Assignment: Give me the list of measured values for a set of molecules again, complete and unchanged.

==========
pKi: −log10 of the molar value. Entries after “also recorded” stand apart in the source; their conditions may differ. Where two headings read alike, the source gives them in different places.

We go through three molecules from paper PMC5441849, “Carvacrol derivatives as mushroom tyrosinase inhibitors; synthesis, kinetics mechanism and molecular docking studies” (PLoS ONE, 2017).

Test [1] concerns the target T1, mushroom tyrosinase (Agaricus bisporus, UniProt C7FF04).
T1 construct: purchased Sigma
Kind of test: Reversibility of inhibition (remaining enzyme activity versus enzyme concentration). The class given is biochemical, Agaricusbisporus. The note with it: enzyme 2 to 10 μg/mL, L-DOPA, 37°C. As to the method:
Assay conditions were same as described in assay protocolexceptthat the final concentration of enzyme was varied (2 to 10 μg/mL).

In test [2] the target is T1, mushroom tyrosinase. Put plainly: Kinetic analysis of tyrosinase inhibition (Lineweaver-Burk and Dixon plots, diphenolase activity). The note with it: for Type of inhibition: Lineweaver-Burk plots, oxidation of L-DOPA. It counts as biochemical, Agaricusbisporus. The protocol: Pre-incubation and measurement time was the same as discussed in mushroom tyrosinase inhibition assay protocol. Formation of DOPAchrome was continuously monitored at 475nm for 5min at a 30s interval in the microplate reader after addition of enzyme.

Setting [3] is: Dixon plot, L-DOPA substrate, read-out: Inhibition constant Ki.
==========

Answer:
pKi: −log10 of the molar value. Entries after “also recorded” stand apart in the source; their conditions may differ. Where two headings read alike, the source gives them in different places.

We go through three molecules from paper PMC5441849, “Carvacrol derivatives as mushroom tyrosinase inhibitors; synthesis, kinetics mechanism and molecular docking studies” (PLoS ONE, 2017).

Test [1] concerns the target T1, mushroom tyrosinase (Agaricus bisporus, UniProt C7FF04).
T1 construct: purchased Sigma
Kind of test: Reversibility of inhibition (remaining enzyme activity versus enzyme concentration). The class given is biochemical, Agaricusbisporus. The note with it: enzyme 2 to 10 μg/mL, L-DOPA, 37°C. As to the method:
Assay conditions were same as described in assay protocolexceptthat the final concentration of enzyme was varied (2 to 10 μg/mL).

In test [2] the target is T1, mushroom tyrosinase. Put plainly: Kinetic analysis of tyrosinase inhibition (Lineweaver-Burk and Dixon plots, diphenolase activity). The note with it: for Type of inhibition: Lineweaver-Burk plots, oxidation of L-DOPA. It counts as biochemical, Agaricusbisporus. The protocol: Pre-incubation and measurement time was the same as discussed in mushroom tyrosinase inhibition assay protocol. Formation of DOPAchrome was continuously monitored at 475nm for 5min at a 30s interval in the microplate reader after addition of enzyme.

Setting [3] is: Dixon plot, L-DOPA substrate, read-out: Inhibition constant Ki.